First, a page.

Brexit is not only about a hard border between Northern Ireland and the Republic. Disability and Brexit have hardly been discussed together, but after the Brexit transitional period has finished, the rights of over 11 million people are at risk of being regressed.
What are disability rights?
Disability rights are a set of laws and legislation overseen by the European Union that protect and enhance the lives and rights of disabled people. The UK has a progressive history when it comes to disability rights, but extensive work by various EU institutes and funds has further strengthened disability rights in the UK.
Brexit and disability rights
As per the EU Withdrawal act 2018, the UK retains all the current disability rights that it enjoyed has a member of the EU. The Equality Act 2010 will continue unless and until the government amends it. On the face of it, that is a good thing. However, it doesn’t offer much protection from less than compassionate governments hell-bent on division and privatisation.
In theory, if enough Members of Parliament voted accordingly, the government of the day could strip away any or all disability rights with a single act of parliament. That theory can be applied to any UK law or act of parliament; think Theresa May trying to get rid of the non-EU Human Rights act, for reference.
It’s not just about Brexit and disability rights
It is not only the potential loss of some or all disability rights at stake. The UK will no longer benefit from EU research and innovation funds that encourage progress in various fields, including disability. Or the health travel insurance schemes, education exchange programmes and access to appeals at the European Court of Justice.
Attacks on disabled rights
Long before David Cameron called the referendum on Britain’s membership of the EU, the Tory-led coalition Welfare Reform Act 2012 included policies such as the bedroom tax that indirectly disproportionately affected disabled people.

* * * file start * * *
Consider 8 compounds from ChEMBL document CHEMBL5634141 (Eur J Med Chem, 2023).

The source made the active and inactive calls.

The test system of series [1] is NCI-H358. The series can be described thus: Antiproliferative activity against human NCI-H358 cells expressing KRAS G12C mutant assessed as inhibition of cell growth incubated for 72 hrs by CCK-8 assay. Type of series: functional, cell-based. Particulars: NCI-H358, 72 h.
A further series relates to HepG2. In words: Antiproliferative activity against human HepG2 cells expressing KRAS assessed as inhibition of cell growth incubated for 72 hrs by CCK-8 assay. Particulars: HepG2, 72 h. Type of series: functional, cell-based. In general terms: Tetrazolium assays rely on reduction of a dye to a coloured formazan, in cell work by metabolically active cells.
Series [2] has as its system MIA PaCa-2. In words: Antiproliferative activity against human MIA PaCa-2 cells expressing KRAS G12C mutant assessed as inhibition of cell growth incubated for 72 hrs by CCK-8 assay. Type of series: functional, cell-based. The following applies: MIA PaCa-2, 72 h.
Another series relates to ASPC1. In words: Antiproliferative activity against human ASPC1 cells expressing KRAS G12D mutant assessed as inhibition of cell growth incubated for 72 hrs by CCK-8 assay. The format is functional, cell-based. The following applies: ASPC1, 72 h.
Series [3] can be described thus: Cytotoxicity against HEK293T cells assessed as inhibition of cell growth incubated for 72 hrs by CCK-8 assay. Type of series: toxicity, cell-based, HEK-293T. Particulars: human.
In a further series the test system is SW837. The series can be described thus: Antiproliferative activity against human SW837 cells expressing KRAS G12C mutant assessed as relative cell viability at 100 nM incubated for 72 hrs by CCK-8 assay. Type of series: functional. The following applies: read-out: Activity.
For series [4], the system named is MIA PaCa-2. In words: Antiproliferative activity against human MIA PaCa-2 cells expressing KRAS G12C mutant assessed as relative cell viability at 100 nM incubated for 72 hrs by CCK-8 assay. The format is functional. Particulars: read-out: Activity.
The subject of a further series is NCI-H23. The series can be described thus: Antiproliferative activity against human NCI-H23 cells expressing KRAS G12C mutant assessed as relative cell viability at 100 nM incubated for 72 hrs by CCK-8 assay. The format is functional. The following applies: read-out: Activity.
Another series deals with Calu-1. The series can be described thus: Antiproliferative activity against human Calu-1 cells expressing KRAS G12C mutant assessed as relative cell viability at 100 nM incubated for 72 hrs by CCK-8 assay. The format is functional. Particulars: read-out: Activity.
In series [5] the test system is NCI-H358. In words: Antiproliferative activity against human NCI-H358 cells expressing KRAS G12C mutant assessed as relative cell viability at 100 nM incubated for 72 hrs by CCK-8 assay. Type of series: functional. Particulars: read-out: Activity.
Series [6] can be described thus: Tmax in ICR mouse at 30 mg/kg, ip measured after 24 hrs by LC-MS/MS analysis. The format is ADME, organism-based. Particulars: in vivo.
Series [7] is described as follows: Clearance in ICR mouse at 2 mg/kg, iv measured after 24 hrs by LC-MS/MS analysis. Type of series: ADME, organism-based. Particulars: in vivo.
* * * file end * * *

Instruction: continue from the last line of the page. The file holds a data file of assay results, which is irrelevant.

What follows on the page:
How Disability Living Allowance was replaced with Personal Independence Payments was seen by many as a direct attack on those with disabilities and long term health problems. The face-to-face assessments was and still is outsourced to two companies by the department of work and pensions. Their own reports found that out of 220,000 PIP application processes rated by the DWP from one company alone, 37% were found to be an ‘unacceptable standard’.
At the very least, various Tory governments have shown contempt for the rights and well being of disabled people in the UK.
If I’ve still got your attention, it’s not all doom and gloom. For every negative that I’ve stated, the opposite is also possible. The UK government might introduce the most radical and liberalising disability legislation ever written.
My feeling, however, is that it’s highly unlikely that the UK will keep up with immediate improvements to EU disability rights, and could even introduce new laws to erode the current ones.
The good news is that disability rights campaigners and organisations are seemingly well organised and ready for the challenges that lay ahead for disability rights and Brexit. The bad news is that the current government has shown little to no interest in protecting disability rights, or even feeding hungry school children. The UK is at risk of becoming a hostile place for people with all forms of disability.